Fri., August 21, 2009 3:16pm (EDT)

Massive Animal Rescue Effort Swings Into Georgia
By Edgar Treiguts
Updated: 5 years ago

ATLANTA  —  
A coalition of animal rescue groups is taking aim at Georgia's overpopulated shelters. (photo courtesy foreversouls).
A coalition of animal rescue groups is taking aim at Georgia's overpopulated shelters. (photo courtesy foreversouls).
A coalition of animal rescue groups wants to bring awareness to Georgia’s overcrowded animal shelters. That’s the aim of a massive animal adoption and food drive that arrived in north Georgia on Friday.

Organizers of the Georgia Puppy Caravan say the state is in the top-10 nationwide when it comes to unwanted pets. That’s why they traveled from New Jersey down into Georgia to bring tons of food and supplies for shelters in need, and to begin the process of transferring hundreds of dogs and cats.

On Friday, Lisa Adinolfi and members of the Caravan cleared a Chattooga County shelter of 100 dogs and cats:

"These animals today are going into quarantine and then they will be transported to rescues up-and-down the northeast."

Caravan organizers say theirs is the largest pet rescue mission in the state’s history. As much for pet transfer, the effort is also to bring awareness to the need for people to get their pets spayed and neutered.

Shelters across Georgia are overflowing, especially in rural counties. Susan Fornash is director of Madison County’s Animal Shelter. She says her facility has taken-in more than 600 animals in only the past two months alone.

Fornash points to several factors that have created Georgia’s critical problem of crowded shelters--including a lack of local funding for services and the economic downturn:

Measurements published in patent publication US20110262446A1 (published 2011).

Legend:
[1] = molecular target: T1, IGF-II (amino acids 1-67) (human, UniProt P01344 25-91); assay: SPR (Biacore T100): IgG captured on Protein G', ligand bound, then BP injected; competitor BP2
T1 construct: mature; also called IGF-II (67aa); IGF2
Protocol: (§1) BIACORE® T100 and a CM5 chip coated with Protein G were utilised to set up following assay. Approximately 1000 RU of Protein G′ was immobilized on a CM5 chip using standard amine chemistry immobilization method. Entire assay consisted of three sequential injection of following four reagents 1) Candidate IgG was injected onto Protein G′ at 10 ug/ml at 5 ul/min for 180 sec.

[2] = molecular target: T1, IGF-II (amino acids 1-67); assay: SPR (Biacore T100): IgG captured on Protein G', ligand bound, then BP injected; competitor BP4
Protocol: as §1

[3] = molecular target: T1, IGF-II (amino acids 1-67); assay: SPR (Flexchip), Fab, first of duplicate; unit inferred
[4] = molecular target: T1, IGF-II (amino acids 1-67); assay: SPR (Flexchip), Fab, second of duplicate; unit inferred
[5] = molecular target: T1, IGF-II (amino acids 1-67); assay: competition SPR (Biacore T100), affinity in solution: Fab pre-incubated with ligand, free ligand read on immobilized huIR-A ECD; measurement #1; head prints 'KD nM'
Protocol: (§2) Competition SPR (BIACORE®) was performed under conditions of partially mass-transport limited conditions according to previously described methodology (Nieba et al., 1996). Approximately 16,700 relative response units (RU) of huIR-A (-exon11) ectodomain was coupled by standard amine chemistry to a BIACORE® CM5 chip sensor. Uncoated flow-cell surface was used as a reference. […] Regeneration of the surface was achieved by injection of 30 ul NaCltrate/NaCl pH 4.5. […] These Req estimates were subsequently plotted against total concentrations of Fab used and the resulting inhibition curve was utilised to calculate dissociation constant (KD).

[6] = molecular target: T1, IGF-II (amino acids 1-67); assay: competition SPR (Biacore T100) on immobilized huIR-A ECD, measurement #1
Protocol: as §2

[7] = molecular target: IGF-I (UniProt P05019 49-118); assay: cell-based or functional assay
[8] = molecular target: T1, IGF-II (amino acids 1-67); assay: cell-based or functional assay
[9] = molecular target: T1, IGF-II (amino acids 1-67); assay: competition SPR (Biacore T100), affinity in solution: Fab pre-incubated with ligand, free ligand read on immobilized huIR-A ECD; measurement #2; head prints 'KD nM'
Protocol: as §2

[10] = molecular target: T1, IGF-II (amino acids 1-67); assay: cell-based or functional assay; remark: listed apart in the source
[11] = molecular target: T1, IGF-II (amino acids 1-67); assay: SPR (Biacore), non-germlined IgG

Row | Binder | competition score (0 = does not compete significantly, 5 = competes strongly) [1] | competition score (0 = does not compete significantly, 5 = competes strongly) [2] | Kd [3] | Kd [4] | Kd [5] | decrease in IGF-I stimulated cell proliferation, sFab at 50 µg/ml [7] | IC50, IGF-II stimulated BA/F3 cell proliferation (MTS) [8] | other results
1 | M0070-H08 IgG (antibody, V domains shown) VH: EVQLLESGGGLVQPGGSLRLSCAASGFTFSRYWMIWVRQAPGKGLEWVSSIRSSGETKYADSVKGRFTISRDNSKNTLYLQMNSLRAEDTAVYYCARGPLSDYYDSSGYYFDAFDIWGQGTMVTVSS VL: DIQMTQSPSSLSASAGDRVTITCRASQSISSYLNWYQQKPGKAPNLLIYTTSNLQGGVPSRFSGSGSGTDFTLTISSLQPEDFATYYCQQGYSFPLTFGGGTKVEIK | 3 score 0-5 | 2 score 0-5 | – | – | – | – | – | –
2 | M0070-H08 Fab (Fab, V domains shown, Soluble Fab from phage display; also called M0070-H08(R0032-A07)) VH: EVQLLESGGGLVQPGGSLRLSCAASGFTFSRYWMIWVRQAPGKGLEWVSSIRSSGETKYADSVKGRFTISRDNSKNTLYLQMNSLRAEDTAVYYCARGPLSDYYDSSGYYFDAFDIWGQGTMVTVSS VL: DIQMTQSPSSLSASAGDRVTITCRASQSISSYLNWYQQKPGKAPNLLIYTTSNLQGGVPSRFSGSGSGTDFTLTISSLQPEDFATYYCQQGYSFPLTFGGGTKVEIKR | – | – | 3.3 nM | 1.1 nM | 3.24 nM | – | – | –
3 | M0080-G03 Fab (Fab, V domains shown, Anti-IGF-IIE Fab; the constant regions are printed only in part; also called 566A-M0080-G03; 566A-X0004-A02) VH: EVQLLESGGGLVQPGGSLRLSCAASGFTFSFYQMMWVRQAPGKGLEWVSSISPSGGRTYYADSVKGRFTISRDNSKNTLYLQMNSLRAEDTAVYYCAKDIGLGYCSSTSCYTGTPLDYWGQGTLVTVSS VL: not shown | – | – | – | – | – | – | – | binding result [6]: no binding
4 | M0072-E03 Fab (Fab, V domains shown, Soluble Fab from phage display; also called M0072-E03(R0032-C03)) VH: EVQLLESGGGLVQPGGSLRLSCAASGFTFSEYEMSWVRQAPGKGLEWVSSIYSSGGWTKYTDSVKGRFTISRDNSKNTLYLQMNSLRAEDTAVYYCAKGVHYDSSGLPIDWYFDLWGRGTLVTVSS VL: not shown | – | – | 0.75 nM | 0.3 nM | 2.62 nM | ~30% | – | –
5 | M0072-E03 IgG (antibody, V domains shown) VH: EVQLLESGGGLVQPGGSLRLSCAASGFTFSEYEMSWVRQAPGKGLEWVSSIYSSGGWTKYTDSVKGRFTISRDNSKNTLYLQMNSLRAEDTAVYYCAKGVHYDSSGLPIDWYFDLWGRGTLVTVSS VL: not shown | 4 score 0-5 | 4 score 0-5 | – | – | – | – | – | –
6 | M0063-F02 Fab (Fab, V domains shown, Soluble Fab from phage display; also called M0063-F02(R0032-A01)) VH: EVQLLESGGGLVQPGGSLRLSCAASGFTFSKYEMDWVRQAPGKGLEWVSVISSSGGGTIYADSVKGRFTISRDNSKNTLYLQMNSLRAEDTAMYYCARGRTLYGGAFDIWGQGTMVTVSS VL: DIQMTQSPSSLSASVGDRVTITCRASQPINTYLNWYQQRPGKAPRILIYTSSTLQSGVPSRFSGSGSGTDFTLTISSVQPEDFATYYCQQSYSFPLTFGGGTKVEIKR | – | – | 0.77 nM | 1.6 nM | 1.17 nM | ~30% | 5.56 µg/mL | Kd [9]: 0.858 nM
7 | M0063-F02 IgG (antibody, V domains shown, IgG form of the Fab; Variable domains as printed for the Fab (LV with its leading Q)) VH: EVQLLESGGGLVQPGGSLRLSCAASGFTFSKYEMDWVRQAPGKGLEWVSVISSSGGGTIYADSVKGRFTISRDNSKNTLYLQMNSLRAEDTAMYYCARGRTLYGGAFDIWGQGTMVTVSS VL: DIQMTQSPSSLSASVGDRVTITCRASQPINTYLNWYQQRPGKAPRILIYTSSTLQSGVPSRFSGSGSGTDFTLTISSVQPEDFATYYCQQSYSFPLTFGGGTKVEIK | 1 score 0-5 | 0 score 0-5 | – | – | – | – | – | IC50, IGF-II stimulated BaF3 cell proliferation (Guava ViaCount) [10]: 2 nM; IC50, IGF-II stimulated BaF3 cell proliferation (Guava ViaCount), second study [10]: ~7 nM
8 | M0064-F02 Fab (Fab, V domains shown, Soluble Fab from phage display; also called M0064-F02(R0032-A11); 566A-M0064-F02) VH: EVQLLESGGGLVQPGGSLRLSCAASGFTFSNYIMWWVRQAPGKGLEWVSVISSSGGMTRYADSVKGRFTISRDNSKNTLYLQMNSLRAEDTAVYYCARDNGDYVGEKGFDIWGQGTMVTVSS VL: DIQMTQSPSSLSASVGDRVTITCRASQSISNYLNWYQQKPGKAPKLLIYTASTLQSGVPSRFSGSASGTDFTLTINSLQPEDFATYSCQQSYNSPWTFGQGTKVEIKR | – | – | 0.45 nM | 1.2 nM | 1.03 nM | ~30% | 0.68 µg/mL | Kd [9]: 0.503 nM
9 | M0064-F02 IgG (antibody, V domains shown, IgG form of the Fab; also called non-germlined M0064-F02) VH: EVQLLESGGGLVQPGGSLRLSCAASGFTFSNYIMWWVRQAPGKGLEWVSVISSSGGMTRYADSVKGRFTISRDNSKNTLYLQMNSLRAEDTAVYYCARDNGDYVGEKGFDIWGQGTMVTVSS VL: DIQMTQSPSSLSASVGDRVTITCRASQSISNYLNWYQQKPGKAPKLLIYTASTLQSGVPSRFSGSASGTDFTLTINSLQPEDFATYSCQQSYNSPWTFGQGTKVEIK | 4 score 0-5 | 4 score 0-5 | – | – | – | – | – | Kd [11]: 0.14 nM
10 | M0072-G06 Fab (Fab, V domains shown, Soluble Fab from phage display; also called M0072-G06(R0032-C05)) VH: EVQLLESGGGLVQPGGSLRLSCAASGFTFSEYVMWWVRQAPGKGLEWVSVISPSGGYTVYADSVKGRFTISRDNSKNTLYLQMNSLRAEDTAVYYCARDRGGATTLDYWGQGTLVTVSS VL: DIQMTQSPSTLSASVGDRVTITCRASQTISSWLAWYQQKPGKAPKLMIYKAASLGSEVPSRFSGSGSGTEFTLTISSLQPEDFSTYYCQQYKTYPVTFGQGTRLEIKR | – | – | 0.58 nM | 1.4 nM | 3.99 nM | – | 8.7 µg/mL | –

“Adoptions are down...surrenders are up. Donations are down, but yet we’re getting all of these animals turned into us that we’re trying to help.”

Fornash says in the case of Madison County, an animal services division opened only a few years ago, but funding only allows for a single officer. She also points to a lack of enforcement of local laws, such as leash ordinances, adding to the problem. But most importantly, she stresses the need that people must absolutely spay and neuter their pets.

Georgia’s Department of Agriculture oversees the Dog and Cat Sterilization Program. It allows for residents to buy special animal-themed license plates. Money collected goes toward spay and neutering services.

David York with the Georgia Puppy Caravan says 200 dogs and cats picked up across the state are ready to be transported north to adoptive homes. The effort will also distribute more than 20 tons of food to shelters across Georgia.